which in turn could support shrimp, which in turn could support fish, which in turn could support man.......which could in turn support space monster...


[edit on 10-1-2010 by MR BOB]



posted on Jan, 10 2010 @ 08:42 PM
link   

Originally posted by iamste
I'm sure Arthur C. Clarke played of facts some times.....
I often read articles that sound very similar to his stories..


[edit on 10-1-2010 by iamste]


Well Arthur was a space-man to the hilt, not just a writer of damn good fiction.

And I mean DAMN GOOD fiction!

Nice post, star and flag.



posted on Jan, 10 2010 @ 08:44 PM
link   
Don't forget about Jupiter's moon Europa which has an ocean underneath all that ice.



posted on Jan, 11 2010 @ 12:13 AM
link   
Nice thread.

Having such an active neighbour will definitely give us a better insight into how our planet formed and how others can form.

All we need now is some methane emissions and we're all set to go travel there.

-m0r



posted on Jan, 11 2010 @ 07:49 AM
link   
nice thread...it just helps to strengthen the theories that life is more likely to be on one of saturns moons then on any other planet in our solar system.



posted on Jan, 11 2010 @ 08:08 AM
link   
If we do eventually discover life on one of these moons in the form of bacteria , what ramnifications does this hold for the religions of the world ?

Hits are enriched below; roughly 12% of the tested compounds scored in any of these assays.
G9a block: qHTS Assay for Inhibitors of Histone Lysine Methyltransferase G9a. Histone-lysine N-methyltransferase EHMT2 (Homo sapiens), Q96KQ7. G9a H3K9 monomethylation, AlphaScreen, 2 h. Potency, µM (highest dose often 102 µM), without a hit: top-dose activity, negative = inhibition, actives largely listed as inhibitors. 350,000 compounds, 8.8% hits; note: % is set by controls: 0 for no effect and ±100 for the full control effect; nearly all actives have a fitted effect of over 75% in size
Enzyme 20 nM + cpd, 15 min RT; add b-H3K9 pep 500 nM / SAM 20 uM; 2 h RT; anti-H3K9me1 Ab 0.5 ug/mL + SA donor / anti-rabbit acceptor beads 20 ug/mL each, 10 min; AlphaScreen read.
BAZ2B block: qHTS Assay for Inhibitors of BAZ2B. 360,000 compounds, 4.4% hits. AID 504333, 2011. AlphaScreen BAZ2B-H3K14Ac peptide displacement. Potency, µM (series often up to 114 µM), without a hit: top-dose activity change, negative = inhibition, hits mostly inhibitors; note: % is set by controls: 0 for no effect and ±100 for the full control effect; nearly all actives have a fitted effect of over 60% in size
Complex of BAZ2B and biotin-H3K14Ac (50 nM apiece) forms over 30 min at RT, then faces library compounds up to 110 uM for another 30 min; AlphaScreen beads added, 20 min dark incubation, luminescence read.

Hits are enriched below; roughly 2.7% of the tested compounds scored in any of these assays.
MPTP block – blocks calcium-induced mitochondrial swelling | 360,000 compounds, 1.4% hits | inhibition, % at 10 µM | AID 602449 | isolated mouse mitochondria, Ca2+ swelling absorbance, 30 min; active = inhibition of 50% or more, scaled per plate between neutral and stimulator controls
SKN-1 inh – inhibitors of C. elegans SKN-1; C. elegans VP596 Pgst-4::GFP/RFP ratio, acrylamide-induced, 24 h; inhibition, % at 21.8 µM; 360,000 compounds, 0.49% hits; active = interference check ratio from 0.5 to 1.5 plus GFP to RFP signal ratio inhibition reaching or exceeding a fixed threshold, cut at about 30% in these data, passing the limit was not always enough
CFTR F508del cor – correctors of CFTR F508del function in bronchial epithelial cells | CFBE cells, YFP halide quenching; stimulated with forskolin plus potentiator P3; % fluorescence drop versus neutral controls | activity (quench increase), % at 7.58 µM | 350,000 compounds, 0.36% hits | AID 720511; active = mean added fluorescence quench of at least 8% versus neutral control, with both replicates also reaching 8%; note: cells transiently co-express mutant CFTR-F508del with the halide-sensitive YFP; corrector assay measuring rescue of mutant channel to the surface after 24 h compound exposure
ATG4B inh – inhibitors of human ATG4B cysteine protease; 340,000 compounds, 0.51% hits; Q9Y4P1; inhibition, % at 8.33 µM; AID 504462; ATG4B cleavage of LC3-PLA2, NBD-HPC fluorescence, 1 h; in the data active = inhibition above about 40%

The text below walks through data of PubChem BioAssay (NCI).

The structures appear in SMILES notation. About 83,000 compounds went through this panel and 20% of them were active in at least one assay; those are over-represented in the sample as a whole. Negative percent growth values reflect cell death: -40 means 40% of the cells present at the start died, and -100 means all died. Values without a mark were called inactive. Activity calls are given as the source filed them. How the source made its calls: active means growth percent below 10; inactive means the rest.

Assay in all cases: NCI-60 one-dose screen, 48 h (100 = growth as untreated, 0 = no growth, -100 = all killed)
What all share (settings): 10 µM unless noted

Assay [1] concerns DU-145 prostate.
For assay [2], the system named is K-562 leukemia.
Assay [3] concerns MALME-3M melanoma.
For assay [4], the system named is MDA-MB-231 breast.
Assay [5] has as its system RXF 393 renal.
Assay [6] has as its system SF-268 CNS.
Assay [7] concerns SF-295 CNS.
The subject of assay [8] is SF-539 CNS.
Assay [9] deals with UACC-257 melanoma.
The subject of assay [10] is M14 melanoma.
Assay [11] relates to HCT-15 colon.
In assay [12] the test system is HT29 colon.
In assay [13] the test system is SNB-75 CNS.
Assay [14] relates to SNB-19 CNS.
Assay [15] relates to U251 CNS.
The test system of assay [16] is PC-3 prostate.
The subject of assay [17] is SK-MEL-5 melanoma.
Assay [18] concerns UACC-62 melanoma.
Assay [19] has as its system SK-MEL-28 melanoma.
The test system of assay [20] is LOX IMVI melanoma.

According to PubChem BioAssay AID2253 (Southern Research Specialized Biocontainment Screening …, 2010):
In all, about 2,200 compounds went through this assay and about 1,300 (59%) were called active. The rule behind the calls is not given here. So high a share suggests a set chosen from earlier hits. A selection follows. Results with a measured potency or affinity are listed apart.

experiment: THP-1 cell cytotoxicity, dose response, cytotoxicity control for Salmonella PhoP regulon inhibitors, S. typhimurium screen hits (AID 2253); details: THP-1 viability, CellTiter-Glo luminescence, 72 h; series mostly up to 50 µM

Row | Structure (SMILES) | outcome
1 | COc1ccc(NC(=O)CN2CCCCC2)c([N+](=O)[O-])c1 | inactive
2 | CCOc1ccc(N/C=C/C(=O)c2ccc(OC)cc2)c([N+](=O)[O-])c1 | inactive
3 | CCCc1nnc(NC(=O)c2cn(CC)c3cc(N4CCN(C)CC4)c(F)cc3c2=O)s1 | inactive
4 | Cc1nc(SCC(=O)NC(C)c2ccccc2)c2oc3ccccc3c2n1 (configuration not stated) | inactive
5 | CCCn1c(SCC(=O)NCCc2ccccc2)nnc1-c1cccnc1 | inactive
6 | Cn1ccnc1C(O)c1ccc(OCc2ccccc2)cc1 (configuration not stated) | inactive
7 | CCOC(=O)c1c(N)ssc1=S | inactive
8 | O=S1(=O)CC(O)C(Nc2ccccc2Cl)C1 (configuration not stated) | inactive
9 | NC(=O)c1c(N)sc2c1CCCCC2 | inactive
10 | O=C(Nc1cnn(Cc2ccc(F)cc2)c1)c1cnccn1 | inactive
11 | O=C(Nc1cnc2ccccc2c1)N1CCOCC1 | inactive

I think it will usher in a new age of space religions , and they will have to drastically re write the creation theory's

I cant wait for the discovery of bacteria or even some strange looking fish creature



posted on Jan, 11 2010 @ 08:10 AM
link   
reply to post by Shere Khaan
 



Earth: Yep life
Mars:Maybe
Europa: Maybe
Enceladus:Maybe

Well if any or all of those turn out to have life we will certainly have to rethink our ideas of how and where life forms. The two moons are outside the "Goldilocks" zone, so if our solar system is not unusual in its formation its very possible our Galaxy (and thus our universe) is flooded with life.



posted on Jan, 11 2010 @ 08:11 AM
link   
This is for the people who are saying theres no life out there but us..


out of the 12 planets in our own solorsystem


1 holds intelengent life....

3 moons & 1 more planet could potentialy hold other forms of life such a microbial

thats 5 all in total

now how many galaxys and stars are out there again???

not to mention planets


only arrogent idiots think where alone



posted on Jan, 11 2010 @ 08:24 AM
link   
Correct me if I am wrong, but I believe they're referring to geological activity and not necessarily biological? I believe the same comment was made in reference to Mars.

The Saturn is fascinating because the possibly of life on Titan, theorised silicon-based life (if it even exists)



posted on Jan, 11 2010 @ 08:27 AM
link   
Have they even considered it could be active volcanos like on other planets?

[edit on 11-1-2010 by SuperSlovak]



posted on Jan, 11 2010 @ 08:29 AM
link   
I was reading your article and thought to go and google it a bit, while doing so I came across this article which I thought was quite interesting.
www.newscientist.com...



posted on Jan, 11 2010 @ 08:32 AM
link   
reply to post by Helmkat
 


There was a theory that Gas giants can act like miniature stars and the enormous gravitational pull provides heat towards the moons. And, both Jupiter and Saturn have -literally- dozen of moons too.

Enceladus and Titan are both effected by the gravity of Saturn and the other moons in the system.



new topics

top topics



 
26
<<   2  3 >>

log in

join